Updated: Mar 3
Two weeks ago I joined two brave and amazing artists on a painting trip to Mount Sdom near the Dead Sea.
Aviya Halabi took us to a look-out from the top of the mountain to the Dead Sea and the plain of Amiaz, and there we got to work!
We got up at five in the morning to paint the sunrise on the Dead Sea beach in Neve Zohar. I did two small paintings on Fabriano's oil paper. It was a good warm-up.
Then we went up to Mount Sdom with all the equipment and painted there all day, and we also had time for a sunset session at the Ein Bokek observation point.
Five paintings in one day is a lot for me.
The next day it took us longer to get moving, but we managed a long session on Neve Zohar look-out point before the drive back home. Here's the loot:
(click on the images for full size)
Sdom Mountain Lookout
This mountain is essentially a block of salt, and there is not a single plant there. The walls of the canyon crumble to the touch, and everything sparkles from the salt crystals.
Aviya told us from the beginning, give it up, the marl gets into everything.
I settled in the white powder, trying my best to keep it from mixing with the colors.
Man Made Lanscape
I haven't been to the Dead Sea in several years.
The place was always magical for me, but this time I had another goal: I wanted to paint the pools.
There is no doubt that the evaporation ponds of the Dead Sea Works fall under the definition of a "man-made landscape".
For several years I have been exploring such landscapes in my paintings. So far I've painted mainly the agricultural landscape of Giv'at Ada and its surroundings, the covered trees and archeological Tels.
These pools are of a different order of magnitude.
I arrived a day before Aviya and Aya, so while I had time to kill I reacquainted myself with the surroundings.
I walked around the beautiful promenade of the hotel area in Ein Bokek, spent an hour looking for the entrance to the Aroma Espresso Bar, and also went to the new visitor center of the Dead Sea Works.
My father worked there for 40 years, and I also worked for a while as a chemical technician.
The place always looked like a science fiction movie to me.
A huge and complicated factory, terrible heat that drains the water from your body even at two in the morning, and the constant snow of potash that covers everything.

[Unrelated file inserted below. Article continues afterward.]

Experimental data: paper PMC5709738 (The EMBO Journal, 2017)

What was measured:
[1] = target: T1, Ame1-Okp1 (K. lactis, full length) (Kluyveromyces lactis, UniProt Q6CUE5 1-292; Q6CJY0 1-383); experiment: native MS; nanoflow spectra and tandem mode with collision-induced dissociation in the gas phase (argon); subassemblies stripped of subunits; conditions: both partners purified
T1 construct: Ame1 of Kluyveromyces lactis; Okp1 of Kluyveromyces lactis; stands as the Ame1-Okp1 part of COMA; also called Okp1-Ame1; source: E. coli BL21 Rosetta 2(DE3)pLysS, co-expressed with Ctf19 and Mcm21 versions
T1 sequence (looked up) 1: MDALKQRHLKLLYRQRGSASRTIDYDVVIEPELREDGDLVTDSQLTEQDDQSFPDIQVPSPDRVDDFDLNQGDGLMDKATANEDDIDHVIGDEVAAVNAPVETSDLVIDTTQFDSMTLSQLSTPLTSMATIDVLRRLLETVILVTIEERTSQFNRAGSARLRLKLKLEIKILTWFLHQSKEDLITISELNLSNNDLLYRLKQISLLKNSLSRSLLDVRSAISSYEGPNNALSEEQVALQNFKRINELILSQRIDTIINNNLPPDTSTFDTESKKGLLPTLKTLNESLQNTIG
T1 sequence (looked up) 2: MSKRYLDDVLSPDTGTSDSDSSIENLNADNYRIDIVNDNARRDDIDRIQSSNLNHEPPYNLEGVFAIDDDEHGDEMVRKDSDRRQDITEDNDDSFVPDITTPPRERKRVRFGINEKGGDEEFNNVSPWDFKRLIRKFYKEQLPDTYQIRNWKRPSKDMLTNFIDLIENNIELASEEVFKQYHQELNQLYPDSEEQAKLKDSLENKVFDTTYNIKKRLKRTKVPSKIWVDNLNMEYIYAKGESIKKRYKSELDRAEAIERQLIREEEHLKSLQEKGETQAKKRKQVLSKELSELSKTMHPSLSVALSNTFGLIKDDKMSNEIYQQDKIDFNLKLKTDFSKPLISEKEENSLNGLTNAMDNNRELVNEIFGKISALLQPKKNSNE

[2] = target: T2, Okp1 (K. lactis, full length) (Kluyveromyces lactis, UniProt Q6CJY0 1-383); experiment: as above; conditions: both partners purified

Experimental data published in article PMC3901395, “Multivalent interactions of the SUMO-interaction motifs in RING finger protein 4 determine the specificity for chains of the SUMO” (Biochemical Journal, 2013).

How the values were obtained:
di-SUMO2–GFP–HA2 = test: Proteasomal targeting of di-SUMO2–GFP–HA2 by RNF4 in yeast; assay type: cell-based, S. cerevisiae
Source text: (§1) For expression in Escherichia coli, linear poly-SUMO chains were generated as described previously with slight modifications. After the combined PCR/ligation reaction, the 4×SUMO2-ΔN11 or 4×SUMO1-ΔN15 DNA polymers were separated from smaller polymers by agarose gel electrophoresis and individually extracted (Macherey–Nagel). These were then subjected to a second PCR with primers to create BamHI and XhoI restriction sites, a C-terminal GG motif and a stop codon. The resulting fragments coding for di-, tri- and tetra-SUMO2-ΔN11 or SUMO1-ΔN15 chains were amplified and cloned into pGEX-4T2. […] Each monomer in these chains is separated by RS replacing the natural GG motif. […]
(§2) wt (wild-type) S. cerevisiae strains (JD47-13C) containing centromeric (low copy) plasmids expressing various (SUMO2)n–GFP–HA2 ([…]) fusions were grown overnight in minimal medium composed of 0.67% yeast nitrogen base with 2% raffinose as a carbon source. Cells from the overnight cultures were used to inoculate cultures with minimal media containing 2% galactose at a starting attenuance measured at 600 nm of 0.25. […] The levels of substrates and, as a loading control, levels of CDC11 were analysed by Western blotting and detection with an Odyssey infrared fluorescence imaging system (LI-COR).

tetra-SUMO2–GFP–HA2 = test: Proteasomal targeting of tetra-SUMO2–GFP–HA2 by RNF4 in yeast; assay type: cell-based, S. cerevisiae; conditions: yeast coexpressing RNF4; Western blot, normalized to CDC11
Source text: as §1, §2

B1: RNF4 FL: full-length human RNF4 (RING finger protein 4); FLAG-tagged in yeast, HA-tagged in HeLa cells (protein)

It turns out that you can enter the visitor center only by appointment. I waited a bit, and joined a random group that had arranged the visit.
We had a funny and knowledgeable guide, and the exhibits are simply stunning.
The place is top notch. Very suitable for escaping to the air conditioner if you are there in the summer, because it is actually a transition from one pavilion to another, each of which awaits a different experience. There are many reconstructions of the original buildings and tents of the labor camp.
Later at home I got the uncensored version of Musia Langotsky from my dad, but that's another story :)
At the end came the inevitable questions - are the factories drying up the lake? So yes, but their fault is the small part.
The sea is drying up mainly because the Daganiya Dam has been closed for years and water from the Jordan River has stopped reaching it.
If it weren't for the pools of the factories, there would be no "sea" in the southern basin at all.
Geometric Shapes Drawn by Giant Machines
As an artist, this is the interesting part for me: the way in which we shape the landscape for our needs.
The factories' pools are so large that most visitors to the Ein Bokek hotels are not even aware of the fact that they are wading in a pool.
The geometric edges of the pools have become an iconic part of the landscape. This is what the Dead Sea looks like. That's how we know it.
When I painted the pools from the Neve Zohar lookout, I also saw the color changes in the steps in the water - the areas where the barge has harvested the carnallite salts are darker, deeper.
It's an engineered landscape, drawn by huge machines.
The lighting was completely flat, and I felt like I was coloring a poster.
This geometric division of the lake is similar in my mind to the checkered green landscape of the Jezreel Valley.
Both are "fields". Both are used primarily to create food, and both are "harvested".
Unlike the whole day we spent on Mount Sdom without seeing a living soul, everyone stops at Neve Zohar to look at the view.
I met a group of Ukrainian giants who looked sun-drunken, Chinese tourists with dizziness from the turns of the descent from Arad, and girls taking selfies against the background of the pools.
No doubt, the Dead Sea is good for the skin :)